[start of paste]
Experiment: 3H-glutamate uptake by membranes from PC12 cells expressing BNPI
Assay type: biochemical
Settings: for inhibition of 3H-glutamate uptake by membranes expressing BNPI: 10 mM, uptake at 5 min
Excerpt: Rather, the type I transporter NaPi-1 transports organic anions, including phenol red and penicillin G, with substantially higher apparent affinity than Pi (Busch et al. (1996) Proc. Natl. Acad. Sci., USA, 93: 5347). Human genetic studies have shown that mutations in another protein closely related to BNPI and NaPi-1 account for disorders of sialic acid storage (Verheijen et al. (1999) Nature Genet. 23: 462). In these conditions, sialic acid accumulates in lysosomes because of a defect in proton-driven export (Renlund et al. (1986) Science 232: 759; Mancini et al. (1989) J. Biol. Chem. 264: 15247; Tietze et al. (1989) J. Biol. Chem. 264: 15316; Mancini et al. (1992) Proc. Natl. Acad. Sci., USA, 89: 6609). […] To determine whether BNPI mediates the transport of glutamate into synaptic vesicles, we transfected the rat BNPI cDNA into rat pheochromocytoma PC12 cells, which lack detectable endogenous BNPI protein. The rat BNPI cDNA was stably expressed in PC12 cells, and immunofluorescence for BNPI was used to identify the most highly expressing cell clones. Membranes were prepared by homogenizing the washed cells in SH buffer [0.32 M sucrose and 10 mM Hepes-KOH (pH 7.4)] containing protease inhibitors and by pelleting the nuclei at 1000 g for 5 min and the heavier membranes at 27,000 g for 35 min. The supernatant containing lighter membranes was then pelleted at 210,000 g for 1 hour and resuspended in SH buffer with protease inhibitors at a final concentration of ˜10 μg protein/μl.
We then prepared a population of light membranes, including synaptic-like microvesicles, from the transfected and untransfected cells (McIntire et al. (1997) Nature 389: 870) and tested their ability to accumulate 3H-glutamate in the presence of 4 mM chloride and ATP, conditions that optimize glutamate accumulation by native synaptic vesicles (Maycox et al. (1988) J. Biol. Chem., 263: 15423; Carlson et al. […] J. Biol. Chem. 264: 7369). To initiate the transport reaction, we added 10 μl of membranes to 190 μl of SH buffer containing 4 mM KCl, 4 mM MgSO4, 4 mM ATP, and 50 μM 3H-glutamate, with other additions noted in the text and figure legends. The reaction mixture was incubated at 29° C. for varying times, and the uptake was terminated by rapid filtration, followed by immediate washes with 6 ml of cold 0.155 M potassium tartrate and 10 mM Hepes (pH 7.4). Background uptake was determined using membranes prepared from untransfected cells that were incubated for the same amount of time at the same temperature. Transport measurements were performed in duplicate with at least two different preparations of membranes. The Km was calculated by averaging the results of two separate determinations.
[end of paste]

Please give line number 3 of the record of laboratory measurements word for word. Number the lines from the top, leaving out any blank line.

Settings: for inhibition of 3H-glutamate uptake by membranes expressing BNPI: 10 mM, uptake at 5 min